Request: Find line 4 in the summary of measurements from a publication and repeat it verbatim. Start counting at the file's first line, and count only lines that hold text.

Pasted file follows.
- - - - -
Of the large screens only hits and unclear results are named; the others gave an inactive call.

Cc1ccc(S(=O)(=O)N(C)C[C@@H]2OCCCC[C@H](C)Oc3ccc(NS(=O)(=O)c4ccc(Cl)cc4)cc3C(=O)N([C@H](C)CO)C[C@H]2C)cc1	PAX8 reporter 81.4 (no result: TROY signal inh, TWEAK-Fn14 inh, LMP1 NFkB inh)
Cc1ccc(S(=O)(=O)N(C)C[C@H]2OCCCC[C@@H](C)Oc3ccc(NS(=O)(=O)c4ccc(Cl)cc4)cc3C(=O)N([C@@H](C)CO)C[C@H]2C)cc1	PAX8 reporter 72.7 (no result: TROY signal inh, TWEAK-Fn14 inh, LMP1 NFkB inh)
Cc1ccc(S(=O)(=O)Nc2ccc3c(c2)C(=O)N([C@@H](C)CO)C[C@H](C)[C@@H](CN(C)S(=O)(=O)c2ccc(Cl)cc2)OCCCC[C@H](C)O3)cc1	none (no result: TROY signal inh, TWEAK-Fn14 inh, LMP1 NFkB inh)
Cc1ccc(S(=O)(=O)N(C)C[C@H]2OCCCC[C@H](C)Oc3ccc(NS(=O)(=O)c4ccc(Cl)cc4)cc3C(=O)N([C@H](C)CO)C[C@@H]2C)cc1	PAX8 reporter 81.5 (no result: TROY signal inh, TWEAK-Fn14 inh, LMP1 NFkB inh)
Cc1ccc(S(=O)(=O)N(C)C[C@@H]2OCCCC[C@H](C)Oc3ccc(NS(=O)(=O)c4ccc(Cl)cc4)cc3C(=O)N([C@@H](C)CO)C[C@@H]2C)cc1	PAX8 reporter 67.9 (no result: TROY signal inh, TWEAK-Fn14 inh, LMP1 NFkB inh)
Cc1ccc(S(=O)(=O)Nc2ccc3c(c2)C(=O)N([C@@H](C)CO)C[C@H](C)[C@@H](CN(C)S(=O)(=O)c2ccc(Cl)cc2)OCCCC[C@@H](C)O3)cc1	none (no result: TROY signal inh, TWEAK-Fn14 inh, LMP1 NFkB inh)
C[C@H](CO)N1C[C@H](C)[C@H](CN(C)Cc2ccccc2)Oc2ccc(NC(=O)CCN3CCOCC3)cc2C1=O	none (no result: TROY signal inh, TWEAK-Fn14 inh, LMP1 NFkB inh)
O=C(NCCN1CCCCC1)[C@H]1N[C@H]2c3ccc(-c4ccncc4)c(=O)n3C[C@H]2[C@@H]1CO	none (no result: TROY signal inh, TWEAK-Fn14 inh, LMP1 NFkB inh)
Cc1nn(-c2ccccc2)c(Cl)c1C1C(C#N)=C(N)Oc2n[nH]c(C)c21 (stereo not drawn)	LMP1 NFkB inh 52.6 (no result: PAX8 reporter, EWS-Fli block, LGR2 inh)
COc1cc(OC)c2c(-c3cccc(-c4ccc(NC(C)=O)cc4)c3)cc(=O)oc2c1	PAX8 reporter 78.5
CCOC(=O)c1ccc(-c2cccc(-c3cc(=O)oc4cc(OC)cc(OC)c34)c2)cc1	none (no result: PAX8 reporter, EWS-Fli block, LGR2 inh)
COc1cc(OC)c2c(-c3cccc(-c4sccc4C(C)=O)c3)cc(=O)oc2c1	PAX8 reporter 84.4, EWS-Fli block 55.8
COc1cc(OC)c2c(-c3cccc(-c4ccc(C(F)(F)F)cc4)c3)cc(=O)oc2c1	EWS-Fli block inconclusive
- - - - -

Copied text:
Cc1ccc(S(=O)(=O)Nc2ccc3c(c2)C(=O)N([C@@H](C)CO)C[C@H](C)[C@@H](CN(C)S(=O)(=O)c2ccc(Cl)cc2)OCCCC[C@H](C)O3)cc1	none (no result: TROY signal inh, TWEAK-Fn14 inh, LMP1 NFkB inh)